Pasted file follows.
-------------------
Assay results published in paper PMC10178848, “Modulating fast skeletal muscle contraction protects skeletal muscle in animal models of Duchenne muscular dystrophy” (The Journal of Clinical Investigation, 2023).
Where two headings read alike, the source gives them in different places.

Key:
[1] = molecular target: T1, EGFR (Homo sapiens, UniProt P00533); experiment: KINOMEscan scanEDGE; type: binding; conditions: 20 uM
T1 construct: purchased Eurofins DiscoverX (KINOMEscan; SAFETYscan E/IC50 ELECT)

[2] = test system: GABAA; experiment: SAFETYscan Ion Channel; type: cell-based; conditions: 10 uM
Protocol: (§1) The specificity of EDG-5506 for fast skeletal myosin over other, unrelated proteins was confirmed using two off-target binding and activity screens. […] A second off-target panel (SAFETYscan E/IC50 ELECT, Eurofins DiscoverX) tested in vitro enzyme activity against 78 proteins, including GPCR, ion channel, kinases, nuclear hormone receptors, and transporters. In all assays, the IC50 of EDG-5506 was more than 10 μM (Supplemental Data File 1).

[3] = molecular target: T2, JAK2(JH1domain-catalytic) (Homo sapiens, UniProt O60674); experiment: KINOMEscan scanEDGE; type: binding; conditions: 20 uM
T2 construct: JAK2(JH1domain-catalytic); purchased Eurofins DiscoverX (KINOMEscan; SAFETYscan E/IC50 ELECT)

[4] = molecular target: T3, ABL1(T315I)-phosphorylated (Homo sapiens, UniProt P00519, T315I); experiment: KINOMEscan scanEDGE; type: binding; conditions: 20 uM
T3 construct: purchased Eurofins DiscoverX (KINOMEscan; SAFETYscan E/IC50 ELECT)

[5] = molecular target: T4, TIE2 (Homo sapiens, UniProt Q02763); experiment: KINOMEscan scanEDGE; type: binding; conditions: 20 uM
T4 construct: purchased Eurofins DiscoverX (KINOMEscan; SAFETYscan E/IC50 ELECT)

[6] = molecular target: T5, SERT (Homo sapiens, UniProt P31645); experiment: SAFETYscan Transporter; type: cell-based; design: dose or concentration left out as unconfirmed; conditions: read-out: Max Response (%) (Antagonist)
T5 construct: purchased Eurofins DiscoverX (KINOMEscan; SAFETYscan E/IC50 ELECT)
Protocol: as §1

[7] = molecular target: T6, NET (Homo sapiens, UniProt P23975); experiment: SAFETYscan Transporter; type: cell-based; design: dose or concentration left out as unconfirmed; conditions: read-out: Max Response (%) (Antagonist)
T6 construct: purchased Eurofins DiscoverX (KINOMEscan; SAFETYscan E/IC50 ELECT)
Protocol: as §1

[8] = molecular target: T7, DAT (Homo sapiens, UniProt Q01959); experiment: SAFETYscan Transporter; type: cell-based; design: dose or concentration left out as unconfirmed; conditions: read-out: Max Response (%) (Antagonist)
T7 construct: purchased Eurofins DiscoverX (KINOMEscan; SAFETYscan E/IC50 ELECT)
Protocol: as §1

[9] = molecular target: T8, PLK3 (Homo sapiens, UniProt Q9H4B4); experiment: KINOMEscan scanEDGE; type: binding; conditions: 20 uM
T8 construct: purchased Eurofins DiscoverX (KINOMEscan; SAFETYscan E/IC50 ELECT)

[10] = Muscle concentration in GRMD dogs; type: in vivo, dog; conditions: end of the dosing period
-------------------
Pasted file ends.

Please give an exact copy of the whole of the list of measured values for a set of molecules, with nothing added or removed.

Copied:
Assay results published in paper PMC10178848, “Modulating fast skeletal muscle contraction protects skeletal muscle in animal models of Duchenne muscular dystrophy” (The Journal of Clinical Investigation, 2023).
Where two headings read alike, the source gives them in different places.

Key:
[1] = molecular target: T1, EGFR (Homo sapiens, UniProt P00533); experiment: KINOMEscan scanEDGE; type: binding; conditions: 20 uM
T1 construct: purchased Eurofins DiscoverX (KINOMEscan; SAFETYscan E/IC50 ELECT)

[2] = test system: GABAA; experiment: SAFETYscan Ion Channel; type: cell-based; conditions: 10 uM
Protocol: (§1) The specificity of EDG-5506 for fast skeletal myosin over other, unrelated proteins was confirmed using two off-target binding and activity screens. […] A second off-target panel (SAFETYscan E/IC50 ELECT, Eurofins DiscoverX) tested in vitro enzyme activity against 78 proteins, including GPCR, ion channel, kinases, nuclear hormone receptors, and transporters. In all assays, the IC50 of EDG-5506 was more than 10 μM (Supplemental Data File 1).

[3] = molecular target: T2, JAK2(JH1domain-catalytic) (Homo sapiens, UniProt O60674); experiment: KINOMEscan scanEDGE; type: binding; conditions: 20 uM
T2 construct: JAK2(JH1domain-catalytic); purchased Eurofins DiscoverX (KINOMEscan; SAFETYscan E/IC50 ELECT)

[4] = molecular target: T3, ABL1(T315I)-phosphorylated (Homo sapiens, UniProt P00519, T315I); experiment: KINOMEscan scanEDGE; type: binding; conditions: 20 uM
T3 construct: purchased Eurofins DiscoverX (KINOMEscan; SAFETYscan E/IC50 ELECT)

[5] = molecular target: T4, TIE2 (Homo sapiens, UniProt Q02763); experiment: KINOMEscan scanEDGE; type: binding; conditions: 20 uM
T4 construct: purchased Eurofins DiscoverX (KINOMEscan; SAFETYscan E/IC50 ELECT)

[6] = molecular target: T5, SERT (Homo sapiens, UniProt P31645); experiment: SAFETYscan Transporter; type: cell-based; design: dose or concentration left out as unconfirmed; conditions: read-out: Max Response (%) (Antagonist)
T5 construct: purchased Eurofins DiscoverX (KINOMEscan; SAFETYscan E/IC50 ELECT)
Protocol: as §1

[7] = molecular target: T6, NET (Homo sapiens, UniProt P23975); experiment: SAFETYscan Transporter; type: cell-based; design: dose or concentration left out as unconfirmed; conditions: read-out: Max Response (%) (Antagonist)
T6 construct: purchased Eurofins DiscoverX (KINOMEscan; SAFETYscan E/IC50 ELECT)
Protocol: as §1

[8] = molecular target: T7, DAT (Homo sapiens, UniProt Q01959); experiment: SAFETYscan Transporter; type: cell-based; design: dose or concentration left out as unconfirmed; conditions: read-out: Max Response (%) (Antagonist)
T7 construct: purchased Eurofins DiscoverX (KINOMEscan; SAFETYscan E/IC50 ELECT)
Protocol: as §1

[9] = molecular target: T8, PLK3 (Homo sapiens, UniProt Q9H4B4); experiment: KINOMEscan scanEDGE; type: binding; conditions: 20 uM
T8 construct: purchased Eurofins DiscoverX (KINOMEscan; SAFETYscan E/IC50 ELECT)

[10] = Muscle concentration in GRMD dogs; type: in vivo, dog; conditions: end of the dosing period